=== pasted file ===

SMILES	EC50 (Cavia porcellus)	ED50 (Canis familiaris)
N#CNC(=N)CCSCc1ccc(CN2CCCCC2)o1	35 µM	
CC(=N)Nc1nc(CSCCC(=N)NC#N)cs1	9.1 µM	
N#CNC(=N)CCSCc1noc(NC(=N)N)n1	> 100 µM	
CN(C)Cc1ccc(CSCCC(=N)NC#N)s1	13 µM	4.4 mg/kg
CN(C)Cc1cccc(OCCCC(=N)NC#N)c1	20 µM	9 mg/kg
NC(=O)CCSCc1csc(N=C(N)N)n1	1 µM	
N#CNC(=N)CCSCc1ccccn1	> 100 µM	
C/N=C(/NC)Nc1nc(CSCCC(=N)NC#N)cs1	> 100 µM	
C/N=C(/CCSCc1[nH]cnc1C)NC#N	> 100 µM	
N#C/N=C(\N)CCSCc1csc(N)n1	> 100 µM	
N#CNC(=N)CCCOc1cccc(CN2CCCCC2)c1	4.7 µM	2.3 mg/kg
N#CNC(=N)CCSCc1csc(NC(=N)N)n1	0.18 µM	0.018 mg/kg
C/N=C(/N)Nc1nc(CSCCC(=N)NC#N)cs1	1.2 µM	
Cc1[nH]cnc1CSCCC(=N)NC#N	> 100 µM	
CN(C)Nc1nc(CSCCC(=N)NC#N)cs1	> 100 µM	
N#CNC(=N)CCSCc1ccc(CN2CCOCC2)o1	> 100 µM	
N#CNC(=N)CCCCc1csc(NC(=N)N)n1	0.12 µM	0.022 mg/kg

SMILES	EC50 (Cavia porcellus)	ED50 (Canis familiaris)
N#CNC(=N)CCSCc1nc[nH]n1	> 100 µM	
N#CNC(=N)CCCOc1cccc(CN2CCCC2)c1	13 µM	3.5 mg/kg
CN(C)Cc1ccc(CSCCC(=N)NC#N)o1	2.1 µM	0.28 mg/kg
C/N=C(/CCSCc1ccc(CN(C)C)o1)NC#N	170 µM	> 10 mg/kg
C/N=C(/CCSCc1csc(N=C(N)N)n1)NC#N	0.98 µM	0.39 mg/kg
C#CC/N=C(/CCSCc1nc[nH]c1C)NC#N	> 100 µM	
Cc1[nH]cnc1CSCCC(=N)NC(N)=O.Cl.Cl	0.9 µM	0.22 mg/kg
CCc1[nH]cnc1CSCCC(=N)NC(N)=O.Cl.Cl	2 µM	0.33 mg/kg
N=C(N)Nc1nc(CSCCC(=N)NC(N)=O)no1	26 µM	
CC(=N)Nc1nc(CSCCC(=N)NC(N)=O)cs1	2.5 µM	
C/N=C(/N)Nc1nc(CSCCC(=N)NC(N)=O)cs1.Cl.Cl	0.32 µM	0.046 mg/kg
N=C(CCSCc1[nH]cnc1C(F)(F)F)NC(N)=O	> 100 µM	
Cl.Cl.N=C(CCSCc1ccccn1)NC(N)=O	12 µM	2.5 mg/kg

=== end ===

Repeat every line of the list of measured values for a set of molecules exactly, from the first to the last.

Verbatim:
SMILES	EC50 (Cavia porcellus)	ED50 (Canis familiaris)
N#CNC(=N)CCSCc1ccc(CN2CCCCC2)o1	35 µM	
CC(=N)Nc1nc(CSCCC(=N)NC#N)cs1	9.1 µM	
N#CNC(=N)CCSCc1noc(NC(=N)N)n1	> 100 µM	
CN(C)Cc1ccc(CSCCC(=N)NC#N)s1	13 µM	4.4 mg/kg
CN(C)Cc1cccc(OCCCC(=N)NC#N)c1	20 µM	9 mg/kg
NC(=O)CCSCc1csc(N=C(N)N)n1	1 µM	
N#CNC(=N)CCSCc1ccccn1	> 100 µM	
C/N=C(/NC)Nc1nc(CSCCC(=N)NC#N)cs1	> 100 µM	
C/N=C(/CCSCc1[nH]cnc1C)NC#N	> 100 µM	
N#C/N=C(\N)CCSCc1csc(N)n1	> 100 µM	
N#CNC(=N)CCCOc1cccc(CN2CCCCC2)c1	4.7 µM	2.3 mg/kg
N#CNC(=N)CCSCc1csc(NC(=N)N)n1	0.18 µM	0.018 mg/kg
C/N=C(/N)Nc1nc(CSCCC(=N)NC#N)cs1	1.2 µM	
Cc1[nH]cnc1CSCCC(=N)NC#N	> 100 µM	
CN(C)Nc1nc(CSCCC(=N)NC#N)cs1	> 100 µM	
N#CNC(=N)CCSCc1ccc(CN2CCOCC2)o1	> 100 µM	
N#CNC(=N)CCCCc1csc(NC(=N)N)n1	0.12 µM	0.022 mg/kg

SMILES	EC50 (Cavia porcellus)	ED50 (Canis familiaris)
N#CNC(=N)CCSCc1nc[nH]n1	> 100 µM	
N#CNC(=N)CCCOc1cccc(CN2CCCC2)c1	13 µM	3.5 mg/kg
CN(C)Cc1ccc(CSCCC(=N)NC#N)o1	2.1 µM	0.28 mg/kg
C/N=C(/CCSCc1ccc(CN(C)C)o1)NC#N	170 µM	> 10 mg/kg
C/N=C(/CCSCc1csc(N=C(N)N)n1)NC#N	0.98 µM	0.39 mg/kg
C#CC/N=C(/CCSCc1nc[nH]c1C)NC#N	> 100 µM	
Cc1[nH]cnc1CSCCC(=N)NC(N)=O.Cl.Cl	0.9 µM	0.22 mg/kg
CCc1[nH]cnc1CSCCC(=N)NC(N)=O.Cl.Cl	2 µM	0.33 mg/kg
N=C(N)Nc1nc(CSCCC(=N)NC(N)=O)no1	26 µM	
CC(=N)Nc1nc(CSCCC(=N)NC(N)=O)cs1	2.5 µM	
C/N=C(/N)Nc1nc(CSCCC(=N)NC(N)=O)cs1.Cl.Cl	0.32 µM	0.046 mg/kg
N=C(CCSCc1[nH]cnc1C(F)(F)F)NC(N)=O	> 100 µM	
Cl.Cl.N=C(CCSCc1ccccn1)NC(N)=O	12 µM	2.5 mg/kg